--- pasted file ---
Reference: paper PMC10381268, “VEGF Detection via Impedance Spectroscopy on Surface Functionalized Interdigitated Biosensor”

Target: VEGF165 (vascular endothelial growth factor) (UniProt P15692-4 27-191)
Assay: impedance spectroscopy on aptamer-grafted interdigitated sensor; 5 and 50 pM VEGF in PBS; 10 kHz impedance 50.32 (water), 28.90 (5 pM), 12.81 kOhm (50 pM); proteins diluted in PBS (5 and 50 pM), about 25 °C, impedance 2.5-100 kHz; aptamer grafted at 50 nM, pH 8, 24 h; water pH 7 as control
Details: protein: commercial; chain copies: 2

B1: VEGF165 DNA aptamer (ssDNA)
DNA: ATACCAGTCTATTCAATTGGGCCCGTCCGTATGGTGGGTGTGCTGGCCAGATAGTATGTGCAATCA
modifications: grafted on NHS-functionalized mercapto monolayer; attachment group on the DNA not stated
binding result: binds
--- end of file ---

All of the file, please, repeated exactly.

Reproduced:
Reference: paper PMC10381268, “VEGF Detection via Impedance Spectroscopy on Surface Functionalized Interdigitated Biosensor”

Target: VEGF165 (vascular endothelial growth factor) (UniProt P15692-4 27-191)
Assay: impedance spectroscopy on aptamer-grafted interdigitated sensor; 5 and 50 pM VEGF in PBS; 10 kHz impedance 50.32 (water), 28.90 (5 pM), 12.81 kOhm (50 pM); proteins diluted in PBS (5 and 50 pM), about 25 °C, impedance 2.5-100 kHz; aptamer grafted at 50 nM, pH 8, 24 h; water pH 7 as control
Details: protein: commercial; chain copies: 2

B1: VEGF165 DNA aptamer (ssDNA)
DNA: ATACCAGTCTATTCAATTGGGCCCGTCCGTATGGTGGGTGTGCTGGCCAGATAGTATGTGCAATCA
modifications: grafted on NHS-functionalized mercapto monolayer; attachment group on the DNA not stated
binding result: binds